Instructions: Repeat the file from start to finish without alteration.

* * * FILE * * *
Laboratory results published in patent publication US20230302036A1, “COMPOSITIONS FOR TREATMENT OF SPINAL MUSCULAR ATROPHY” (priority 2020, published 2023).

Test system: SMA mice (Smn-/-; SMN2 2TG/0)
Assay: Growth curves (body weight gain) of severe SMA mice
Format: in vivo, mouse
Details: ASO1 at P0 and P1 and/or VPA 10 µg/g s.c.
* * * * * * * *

Laboratory results published in patent publication US20230302036A1, “COMPOSITIONS FOR TREATMENT OF SPINAL MUSCULAR ATROPHY” (priority 2020, published 2023).

Test system: SMA mice (Smn-/-; SMN2 2TG/0)
Assay: Growth curves (body weight gain) of severe SMA mice
Format: in vivo, mouse
Details: ASO1 at P0 and P1 and/or VPA 10 µg/g s.c.